Review by James Lindorf
Curvature, the first solo directing job for Diego Hallivis, is a Sci-Fi thriller set to make its theatrical and VOD premiere on February 23rd. It stars Lyndsy Fonseca (Kick-Ass, The Ward and Agent Carter) as Helen, a grief-stricken scientist who must break into a top-secret facility in order to travel back in time and prevent a murder after receiving a mysterious phone call from herself. The movie features a strong supporting cast, with Glenn Morshower (24) as Tomas, her husband’s research partner, Zach Avery (Fury) as best friend, Alex, and Sci-Fi icon Linda Hamilton as her mentor, Florence.
Despite its official synopsis, this movie is less about time travel and more about processing grief and moving on after the death of a loved one. Helen, a widow, is slowly trying to piece her world back together. It has been a month since the death of her husband and Helen is getting back to work, even if she can’t bring herself to sleep in their bedroom just yet. The emotional backbone of the movie is in the scenes with Helen and Alex, where the two discuss the anger, guilt, and sadness that accompanies a loss. The way the two go back and forth discussing their experiences can be moving and thought-provoking. The best elements of the film are those scenes and when it asks the question, if you could travel back in time, would you go looking for justice or vengeance? The film’s action scenes are another strength. They are kept simple to fit in the limited budget. They are well-choreographed and well shot. The chase scenes are exciting and varied, but ultimately reach a lackluster conclusion.
I think this is a good movie, but it is a few crucial steps away from being a great one. One of its flaws is that Brian DeLeeuw is the sole writing credit. Not to say that he did a poor job, but he is inexperienced and the film lacks the polish that the second set of eyes could have provided. Too many chase scenes end in one person spinning around and looking lost. Once or twice would have been fine, but it is how every chase in the film ends. However, the biggest flaw is what Hallivis and DeLeeuw think represents intelligence in the characters, but it leaves the audience feeling confused. There are too many instances where we are not shown something, not told about it, but instead, we see a character thinking and then carrying out an action that seems obvious to them without any reasoning. Helen, the main character, is shown in all but a few scenes and there are several times we are left to guess at her motivation. DeLeeuw did make the smart decision to not go into great scientific detail about time travel or any of the other sciences featured in the movie. The film doesn’t have to slog through the details or become laughable in the inaccuracies. The characters have to carry a lot of emotional weight throughout the movie, and Fonseca and Avery are only serviceable actors. They are capable of pumping a lot of emotion into their performances at times, but come off disappointingly flat in others. Better actors or more consistent performances from the actors would have helped the film make a giant stride toward greatness.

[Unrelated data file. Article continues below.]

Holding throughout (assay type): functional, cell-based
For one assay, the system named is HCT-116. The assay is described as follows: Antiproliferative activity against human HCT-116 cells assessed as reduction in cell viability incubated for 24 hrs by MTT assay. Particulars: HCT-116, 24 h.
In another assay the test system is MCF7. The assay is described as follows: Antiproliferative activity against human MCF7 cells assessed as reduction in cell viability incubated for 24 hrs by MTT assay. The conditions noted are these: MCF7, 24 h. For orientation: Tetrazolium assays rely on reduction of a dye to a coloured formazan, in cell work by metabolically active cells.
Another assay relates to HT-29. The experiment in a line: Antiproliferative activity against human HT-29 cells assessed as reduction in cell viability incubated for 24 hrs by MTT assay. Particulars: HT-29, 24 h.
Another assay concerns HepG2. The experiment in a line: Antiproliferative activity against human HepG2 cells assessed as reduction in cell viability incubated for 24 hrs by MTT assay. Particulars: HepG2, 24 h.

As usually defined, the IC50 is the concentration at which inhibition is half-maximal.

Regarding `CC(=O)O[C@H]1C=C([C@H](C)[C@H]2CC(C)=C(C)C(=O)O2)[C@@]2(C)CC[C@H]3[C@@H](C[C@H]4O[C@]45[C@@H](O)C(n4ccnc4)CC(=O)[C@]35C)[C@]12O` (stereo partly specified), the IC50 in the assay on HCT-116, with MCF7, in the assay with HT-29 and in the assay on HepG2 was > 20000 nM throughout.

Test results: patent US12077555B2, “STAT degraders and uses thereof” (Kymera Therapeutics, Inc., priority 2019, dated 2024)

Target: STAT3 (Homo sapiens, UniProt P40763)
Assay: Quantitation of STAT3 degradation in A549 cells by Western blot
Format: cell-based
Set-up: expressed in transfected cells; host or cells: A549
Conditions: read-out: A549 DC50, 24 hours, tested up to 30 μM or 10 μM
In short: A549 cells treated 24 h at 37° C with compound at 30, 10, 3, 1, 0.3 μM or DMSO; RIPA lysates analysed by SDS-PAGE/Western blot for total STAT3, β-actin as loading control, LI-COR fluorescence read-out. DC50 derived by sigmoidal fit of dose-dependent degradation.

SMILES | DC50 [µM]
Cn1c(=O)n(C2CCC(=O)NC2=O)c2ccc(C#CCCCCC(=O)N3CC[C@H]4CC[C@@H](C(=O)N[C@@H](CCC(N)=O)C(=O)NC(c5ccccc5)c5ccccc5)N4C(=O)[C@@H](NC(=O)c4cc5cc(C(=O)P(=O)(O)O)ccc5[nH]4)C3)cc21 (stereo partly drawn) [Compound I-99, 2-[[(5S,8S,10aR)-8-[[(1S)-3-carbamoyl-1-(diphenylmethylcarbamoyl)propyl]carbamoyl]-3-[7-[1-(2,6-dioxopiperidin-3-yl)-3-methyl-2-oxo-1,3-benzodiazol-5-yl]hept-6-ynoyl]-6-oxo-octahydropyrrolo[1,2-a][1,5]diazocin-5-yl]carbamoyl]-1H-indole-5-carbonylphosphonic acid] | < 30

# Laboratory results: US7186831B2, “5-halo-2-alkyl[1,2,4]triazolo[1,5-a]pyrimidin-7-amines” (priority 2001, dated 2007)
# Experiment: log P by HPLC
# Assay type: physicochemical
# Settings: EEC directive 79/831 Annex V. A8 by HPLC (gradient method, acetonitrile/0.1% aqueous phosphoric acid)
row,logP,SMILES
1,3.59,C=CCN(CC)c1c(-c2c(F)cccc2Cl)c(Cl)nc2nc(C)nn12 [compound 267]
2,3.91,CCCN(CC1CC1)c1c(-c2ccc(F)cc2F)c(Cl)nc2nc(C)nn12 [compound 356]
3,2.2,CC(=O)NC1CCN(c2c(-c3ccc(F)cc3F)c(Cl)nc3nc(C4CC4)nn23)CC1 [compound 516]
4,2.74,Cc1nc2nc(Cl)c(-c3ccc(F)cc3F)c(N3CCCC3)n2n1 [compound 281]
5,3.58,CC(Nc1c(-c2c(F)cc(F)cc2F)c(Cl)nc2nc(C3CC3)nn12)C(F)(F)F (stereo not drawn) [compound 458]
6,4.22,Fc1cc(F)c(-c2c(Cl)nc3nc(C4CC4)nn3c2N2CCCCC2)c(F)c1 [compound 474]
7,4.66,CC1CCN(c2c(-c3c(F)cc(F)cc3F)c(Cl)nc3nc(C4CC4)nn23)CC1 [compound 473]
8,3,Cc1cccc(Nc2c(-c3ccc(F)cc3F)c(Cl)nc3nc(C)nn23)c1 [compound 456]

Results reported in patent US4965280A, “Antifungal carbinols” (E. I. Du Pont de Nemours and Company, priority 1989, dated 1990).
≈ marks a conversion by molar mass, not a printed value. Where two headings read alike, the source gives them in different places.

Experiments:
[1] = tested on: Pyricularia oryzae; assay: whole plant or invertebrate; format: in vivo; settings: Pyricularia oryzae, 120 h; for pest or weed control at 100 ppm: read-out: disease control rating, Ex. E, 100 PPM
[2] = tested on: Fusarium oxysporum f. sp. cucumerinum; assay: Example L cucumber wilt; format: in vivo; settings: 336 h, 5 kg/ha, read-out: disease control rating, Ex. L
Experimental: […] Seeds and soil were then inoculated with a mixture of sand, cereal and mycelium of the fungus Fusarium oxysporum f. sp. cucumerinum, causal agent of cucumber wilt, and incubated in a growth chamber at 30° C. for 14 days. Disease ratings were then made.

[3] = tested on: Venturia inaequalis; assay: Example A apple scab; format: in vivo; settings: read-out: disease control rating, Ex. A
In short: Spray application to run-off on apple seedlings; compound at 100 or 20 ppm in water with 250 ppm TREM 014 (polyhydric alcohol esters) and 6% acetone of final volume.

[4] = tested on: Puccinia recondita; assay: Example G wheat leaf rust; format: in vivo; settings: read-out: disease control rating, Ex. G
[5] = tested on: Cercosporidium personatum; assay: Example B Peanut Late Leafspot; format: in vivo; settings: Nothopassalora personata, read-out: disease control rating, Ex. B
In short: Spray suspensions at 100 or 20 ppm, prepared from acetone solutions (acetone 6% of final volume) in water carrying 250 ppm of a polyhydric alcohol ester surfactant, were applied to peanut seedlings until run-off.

Despite its flaws, there is something about the film that has stuck with me. I think it is because I find it so frustrating. It contains elements of both a great and bad movie. It floated back and forth between the two leaving me feeling teased by its potential. Making a movie that sticks with its viewers is not an easy task, especially in a world where we are bombarded by a 24-hour news and media cycle. I suggest that on the 23rd you take a chance and see if Curvature will stick with you.